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Daniel Boone National Forest partnership champions environmental education programs for inner city youth

ATLANTA – Nearly 150 students participated in a hands-on environmental education field trip to the scenic Red River Gorge on the Daniel Boone National Forest as part of the Louisville “Every Child Outdoors” program. This initiative started with grant funding from the Forest Service’s “More Kids in the Woods” program.

The Daniel Boone National Forest and Louisville Metro Parks have hosted educational field trips for urban fourth graders every year since 2008, with the primary purpose of providing environmental education and outdoor recreational experiences for underserved, inner city youth. The students hiked more than a mile to learn about this area’s unique plant and animal species, specifically aquatic species from an adjacent stream. They also learned how, over thousands of years, erosion formed natural stone arches and rock shelters. At a rock shelter along a cliff, the youth enjoyed a brief lesson on the cultural history of eastern Kentucky.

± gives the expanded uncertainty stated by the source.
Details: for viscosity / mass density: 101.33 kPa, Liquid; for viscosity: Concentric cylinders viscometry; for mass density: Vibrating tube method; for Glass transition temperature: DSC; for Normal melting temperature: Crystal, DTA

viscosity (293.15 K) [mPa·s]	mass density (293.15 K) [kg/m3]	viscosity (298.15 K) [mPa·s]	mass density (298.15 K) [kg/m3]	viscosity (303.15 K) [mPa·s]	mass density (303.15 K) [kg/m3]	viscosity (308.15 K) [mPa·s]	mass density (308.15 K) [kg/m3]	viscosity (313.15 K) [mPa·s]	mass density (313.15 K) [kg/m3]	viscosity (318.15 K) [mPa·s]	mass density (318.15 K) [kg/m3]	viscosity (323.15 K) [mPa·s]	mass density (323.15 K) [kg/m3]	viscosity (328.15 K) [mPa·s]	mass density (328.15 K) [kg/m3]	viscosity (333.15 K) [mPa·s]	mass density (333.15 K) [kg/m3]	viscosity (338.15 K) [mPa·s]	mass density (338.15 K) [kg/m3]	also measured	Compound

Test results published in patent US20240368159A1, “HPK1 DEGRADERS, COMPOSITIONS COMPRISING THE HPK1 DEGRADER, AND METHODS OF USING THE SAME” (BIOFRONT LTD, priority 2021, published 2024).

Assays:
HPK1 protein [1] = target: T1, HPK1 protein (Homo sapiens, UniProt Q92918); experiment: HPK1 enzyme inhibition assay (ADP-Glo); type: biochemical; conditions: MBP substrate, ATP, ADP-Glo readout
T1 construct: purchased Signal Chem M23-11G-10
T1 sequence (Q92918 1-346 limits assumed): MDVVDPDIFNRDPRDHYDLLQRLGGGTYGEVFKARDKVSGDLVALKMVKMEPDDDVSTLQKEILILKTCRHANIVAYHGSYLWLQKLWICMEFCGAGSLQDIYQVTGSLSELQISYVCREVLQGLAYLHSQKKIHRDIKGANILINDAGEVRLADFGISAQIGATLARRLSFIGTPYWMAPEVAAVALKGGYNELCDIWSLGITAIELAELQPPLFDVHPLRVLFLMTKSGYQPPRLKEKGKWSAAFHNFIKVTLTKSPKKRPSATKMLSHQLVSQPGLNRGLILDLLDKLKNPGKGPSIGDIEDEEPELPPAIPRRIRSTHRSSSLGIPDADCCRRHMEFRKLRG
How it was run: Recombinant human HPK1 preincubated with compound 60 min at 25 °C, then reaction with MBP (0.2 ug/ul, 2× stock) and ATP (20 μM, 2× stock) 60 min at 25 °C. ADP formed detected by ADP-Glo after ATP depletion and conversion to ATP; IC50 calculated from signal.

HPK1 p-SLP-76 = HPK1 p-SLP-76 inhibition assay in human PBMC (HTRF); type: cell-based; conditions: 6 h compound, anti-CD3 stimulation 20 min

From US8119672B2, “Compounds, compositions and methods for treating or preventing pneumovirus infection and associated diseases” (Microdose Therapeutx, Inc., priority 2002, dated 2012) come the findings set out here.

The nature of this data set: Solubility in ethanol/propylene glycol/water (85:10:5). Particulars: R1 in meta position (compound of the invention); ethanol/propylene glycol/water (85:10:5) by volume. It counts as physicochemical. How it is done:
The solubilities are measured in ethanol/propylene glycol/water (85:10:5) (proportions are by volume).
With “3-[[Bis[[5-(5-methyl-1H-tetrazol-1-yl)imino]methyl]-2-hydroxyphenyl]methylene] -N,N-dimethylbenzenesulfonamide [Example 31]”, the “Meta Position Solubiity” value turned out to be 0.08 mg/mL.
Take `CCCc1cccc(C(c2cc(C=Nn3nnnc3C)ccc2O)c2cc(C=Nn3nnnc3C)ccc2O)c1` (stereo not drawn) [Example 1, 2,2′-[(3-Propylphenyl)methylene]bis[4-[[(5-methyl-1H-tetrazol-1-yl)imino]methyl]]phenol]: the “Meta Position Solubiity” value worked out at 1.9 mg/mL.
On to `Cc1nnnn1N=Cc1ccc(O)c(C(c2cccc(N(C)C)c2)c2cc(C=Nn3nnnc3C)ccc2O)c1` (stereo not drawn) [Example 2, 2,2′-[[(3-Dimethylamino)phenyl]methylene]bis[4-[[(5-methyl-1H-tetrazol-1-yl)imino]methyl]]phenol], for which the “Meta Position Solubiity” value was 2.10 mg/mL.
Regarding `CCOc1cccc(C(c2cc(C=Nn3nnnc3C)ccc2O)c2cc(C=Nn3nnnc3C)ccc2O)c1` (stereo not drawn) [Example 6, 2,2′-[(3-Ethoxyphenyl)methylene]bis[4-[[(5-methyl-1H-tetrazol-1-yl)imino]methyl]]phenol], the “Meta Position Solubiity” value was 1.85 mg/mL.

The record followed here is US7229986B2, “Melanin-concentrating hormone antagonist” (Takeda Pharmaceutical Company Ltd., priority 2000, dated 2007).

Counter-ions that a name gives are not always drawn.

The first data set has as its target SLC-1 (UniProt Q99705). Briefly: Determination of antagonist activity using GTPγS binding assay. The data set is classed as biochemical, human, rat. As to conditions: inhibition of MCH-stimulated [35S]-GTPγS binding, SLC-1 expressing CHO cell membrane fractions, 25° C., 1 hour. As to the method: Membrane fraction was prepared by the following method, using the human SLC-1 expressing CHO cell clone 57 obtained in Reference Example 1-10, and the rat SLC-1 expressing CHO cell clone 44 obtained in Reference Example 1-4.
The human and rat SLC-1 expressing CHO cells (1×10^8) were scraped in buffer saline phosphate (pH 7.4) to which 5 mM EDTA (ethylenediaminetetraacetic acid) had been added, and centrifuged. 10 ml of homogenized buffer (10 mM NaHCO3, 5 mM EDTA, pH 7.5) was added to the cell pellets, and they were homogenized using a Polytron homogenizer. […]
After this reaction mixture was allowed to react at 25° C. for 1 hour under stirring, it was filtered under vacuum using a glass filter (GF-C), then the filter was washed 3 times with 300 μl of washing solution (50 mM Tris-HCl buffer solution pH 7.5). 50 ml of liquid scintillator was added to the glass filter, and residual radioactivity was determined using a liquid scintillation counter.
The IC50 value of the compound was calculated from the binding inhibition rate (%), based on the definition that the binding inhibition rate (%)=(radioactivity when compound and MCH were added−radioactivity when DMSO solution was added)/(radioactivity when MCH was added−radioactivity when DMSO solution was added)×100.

The program has since expanded to provide outdoor adventure and inquiry-based activities in multiple parks and natural areas year round. So far, more than 3,000 children have participated from six urban elementary schools. All educational activities are tied to the Next Generation Science Standards and incorporate STEAM (Science, Technology, Engineering, Arts and Mathematics) into the school curriculum.

Inner city youth experience the scenic beauty of the Red River Gorge during the ECHO program on the Daniel Boone National Forest. Over 3,000 children from underserved communities have participated in this STEAM-based curriculum. (Forest Service photos by Kimberly Bonaccorso)

Students from Coleridge-Taylor Elementary School dip for aquatic species as they learn about unique animals and plants during their environmental field trip to the Red River Gorge. The Every Child Outdoors program is funded by “More Kids in the Woods” grants from the Forest Service. (Forest Service photos by Kimberly Bonaccorso)